I wonder what Edward Said would have said about the Orientalist imagery that accompanies Mona Eltahawy’s recent publication had the man been alive.
But let’s put this argument aside for a moment and take a closer look at the long-time controversial feminist’s publication. “Yes, they hate us” she claimed on Foreign Policy’s “Sex edition,” spurring hundreds of online readers to either commend her for fearlessly speaking the “truth,” or launch a hostile wave of criticism demanding that she steps down from her self-appointed position as a spokesperson for Arab-world women.
Indeed, Eltahawy’s argument that the reason behind Middle Eastern and North African oppression of women is “hatred” is a simplistic one that ignores the social, cultural and political contexts in which these women live. But not only that. Eltahawy went as far as to say that it is the Islamic philosophy that enables men to “hate” and hence “oppress” and “sexually harass” women.
While this is true for certain groups that practice religious exploitation to justify crimes against all sectors of a society, including women of course, the Arab world, especially prior to the outbreak of the Arab Spring, had long lived under the rule of secular authoritarian governments who took no issue with their “security apparatus” committing sexual harassments here, virginity tests there and in some few cases rape crimes.
Judging from my own experience as a Middle Eastern woman who lives under an Islamist rule in Gaza Strip, and who had previously lived under the rule of the secular Palestinian Authority, sexual harassment, both verbal and physical, was more prevalent under the later than is the case with the former.
Lamentably, Eltahawy made no mention of hate crimes that happen to take place in democratic countries such as the United States. Only one month ago, Shaimaa Alawadi, an Iraqi-American Muslim, was beaten to death in California. A note left by her murderer reportedly read: “Go back to your own country. You’re a terrorist.”
Nowhere in the publication does the reader note any indication to the fact that violence against women is a worldwide phenomenon that is rooted in both the Arab and Western worlds alike. Nor does she make any effort to explain why women organizations can be easily found in almost every country around the world. Although she never makes it explicit in her four-page long argument that the man of the West, unlike his Arab counterpart, cherishes and respects women, one can read her piece once to find that this implied meaning is as clear as the egregious illustration that accompanies the story.
The illustration is that of a nude woman fully covered in a black body-paint with the purposeful exception of her eyes. This sort of Orientalist imagery not only sexualizes the niqab – the Arab face veil- but the very anonymous creatures underneath too. Portraying the Arab woman as an exotic object, completely owned by the Arab man’s sensuality, or “hatred” as Eltahawy prefers, reduces us, the women of the Middle East and North Africa, to nothing more than static creatures devoid of voice or even a defined personality.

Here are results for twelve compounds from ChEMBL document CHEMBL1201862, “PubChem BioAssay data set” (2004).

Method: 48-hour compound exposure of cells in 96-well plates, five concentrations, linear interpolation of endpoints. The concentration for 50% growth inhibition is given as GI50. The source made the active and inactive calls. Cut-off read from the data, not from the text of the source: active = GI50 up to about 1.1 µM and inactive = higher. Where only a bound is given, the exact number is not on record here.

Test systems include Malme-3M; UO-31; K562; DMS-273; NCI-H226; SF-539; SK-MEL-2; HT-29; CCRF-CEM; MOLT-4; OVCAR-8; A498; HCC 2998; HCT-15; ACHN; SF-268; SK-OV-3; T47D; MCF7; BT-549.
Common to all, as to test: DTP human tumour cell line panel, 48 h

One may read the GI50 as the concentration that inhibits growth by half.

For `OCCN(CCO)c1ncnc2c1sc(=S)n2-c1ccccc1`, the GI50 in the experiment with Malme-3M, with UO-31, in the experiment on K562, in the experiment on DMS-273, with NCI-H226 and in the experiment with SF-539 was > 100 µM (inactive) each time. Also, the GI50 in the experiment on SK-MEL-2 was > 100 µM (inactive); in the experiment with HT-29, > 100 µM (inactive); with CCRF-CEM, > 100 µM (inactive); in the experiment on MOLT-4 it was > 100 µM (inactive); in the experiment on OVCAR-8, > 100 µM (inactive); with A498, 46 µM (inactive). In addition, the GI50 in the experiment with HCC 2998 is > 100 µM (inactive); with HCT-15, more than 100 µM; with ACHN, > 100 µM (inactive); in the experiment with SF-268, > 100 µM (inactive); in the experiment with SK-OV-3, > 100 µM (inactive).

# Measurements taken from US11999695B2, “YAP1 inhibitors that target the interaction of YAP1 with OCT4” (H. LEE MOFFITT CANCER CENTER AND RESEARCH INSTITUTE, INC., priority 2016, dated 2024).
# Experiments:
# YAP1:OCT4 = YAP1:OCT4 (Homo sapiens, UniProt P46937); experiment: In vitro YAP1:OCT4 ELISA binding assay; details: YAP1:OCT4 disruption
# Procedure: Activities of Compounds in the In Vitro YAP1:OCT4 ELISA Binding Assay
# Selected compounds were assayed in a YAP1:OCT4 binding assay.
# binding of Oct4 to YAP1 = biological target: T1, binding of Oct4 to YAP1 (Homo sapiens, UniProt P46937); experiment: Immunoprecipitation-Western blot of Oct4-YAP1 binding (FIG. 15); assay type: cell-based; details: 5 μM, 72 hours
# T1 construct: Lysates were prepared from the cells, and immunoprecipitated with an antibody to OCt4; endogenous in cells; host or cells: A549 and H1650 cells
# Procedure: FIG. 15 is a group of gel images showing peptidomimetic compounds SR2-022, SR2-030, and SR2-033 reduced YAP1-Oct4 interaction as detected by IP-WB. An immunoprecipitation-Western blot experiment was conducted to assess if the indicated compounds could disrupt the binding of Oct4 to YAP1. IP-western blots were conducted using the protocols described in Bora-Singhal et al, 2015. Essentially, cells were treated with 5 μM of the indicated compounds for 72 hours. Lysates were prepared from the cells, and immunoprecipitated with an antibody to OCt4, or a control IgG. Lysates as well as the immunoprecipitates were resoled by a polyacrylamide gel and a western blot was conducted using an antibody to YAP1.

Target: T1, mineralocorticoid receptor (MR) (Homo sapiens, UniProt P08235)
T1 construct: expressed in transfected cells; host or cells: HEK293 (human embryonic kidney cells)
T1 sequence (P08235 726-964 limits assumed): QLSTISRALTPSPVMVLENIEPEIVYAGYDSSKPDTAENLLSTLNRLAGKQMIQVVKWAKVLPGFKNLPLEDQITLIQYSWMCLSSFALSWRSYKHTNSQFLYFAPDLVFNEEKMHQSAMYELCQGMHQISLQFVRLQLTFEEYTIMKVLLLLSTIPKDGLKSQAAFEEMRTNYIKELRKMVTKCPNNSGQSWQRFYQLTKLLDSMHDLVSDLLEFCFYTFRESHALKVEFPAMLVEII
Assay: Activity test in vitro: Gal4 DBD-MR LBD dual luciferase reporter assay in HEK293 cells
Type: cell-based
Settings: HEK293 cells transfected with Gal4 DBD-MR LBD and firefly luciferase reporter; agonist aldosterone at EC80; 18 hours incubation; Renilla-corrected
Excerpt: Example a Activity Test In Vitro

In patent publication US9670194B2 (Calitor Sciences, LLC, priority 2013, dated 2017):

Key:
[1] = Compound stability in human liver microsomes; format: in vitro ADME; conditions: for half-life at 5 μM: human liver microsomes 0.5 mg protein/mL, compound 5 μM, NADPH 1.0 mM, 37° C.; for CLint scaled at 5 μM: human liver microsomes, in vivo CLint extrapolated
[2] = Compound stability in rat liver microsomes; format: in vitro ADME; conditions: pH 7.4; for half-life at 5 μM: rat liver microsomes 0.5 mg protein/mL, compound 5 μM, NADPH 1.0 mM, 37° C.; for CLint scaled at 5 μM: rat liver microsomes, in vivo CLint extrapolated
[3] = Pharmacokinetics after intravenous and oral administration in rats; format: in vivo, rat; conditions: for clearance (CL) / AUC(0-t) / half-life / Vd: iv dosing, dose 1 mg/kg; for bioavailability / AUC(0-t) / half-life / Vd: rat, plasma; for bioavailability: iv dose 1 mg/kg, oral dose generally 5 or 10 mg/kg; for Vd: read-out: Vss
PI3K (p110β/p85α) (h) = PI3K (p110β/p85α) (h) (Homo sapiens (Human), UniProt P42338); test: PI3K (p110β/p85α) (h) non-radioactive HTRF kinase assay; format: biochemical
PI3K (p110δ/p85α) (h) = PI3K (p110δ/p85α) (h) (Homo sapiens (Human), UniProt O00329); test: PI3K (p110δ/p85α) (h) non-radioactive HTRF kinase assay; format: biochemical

“Why the Orient seems to suggest not only fecundity but sexual promise (and threat), untiring sensuality, unlimited desire, deep generative energies,” Said writes in his Orientalism, “is something on which one could speculate”
What is the purpose of presenting, actually representing, an Arab costume as something sexual if not to emphasize the same reductive dogmas that have long persisted since the eighteenth century? Why, from all women across the globe, were the Arab ones selected for discussion, if not definition, by a mostly western audience if not to falsely “prove” that the Arab world remains in need for the western euphemism of colonialism and neo-colonialism; in this case, enlightenment.
By being originally Arab, Mona Eltahawy not only misrepresented us, she also confirmed our already-distorted image in the eyes of her western and westernized readers. “Why,” a non-Arab may ask, “would an Arab woman lie about the very society from which she descends?”
It is not fair, however, to indefinitely blame Eltahawy for everything she writes and says. Whether we agree or disagree with her views, we are obliged to respect her freedom of speech. I ask her, however, not to generalize when she uses personal pronouns such as “we.”
On a different note, one cannot but be affected by the societies in which they grow up. It is worth noting, nevertheless, that the degrees to which our societies impact our persons and modes of thought vary in relation to other variables like the schools we enroll in, the friendships we make and the very cultural patterns of our families. Mona Eltahawy is no exception.
When the Arab world rose up and toppled decades-long dictatorships, women, men, children, adults, healthy and disabled together took part in the demonstrations in a unified call for human rights, democracy and gender equality.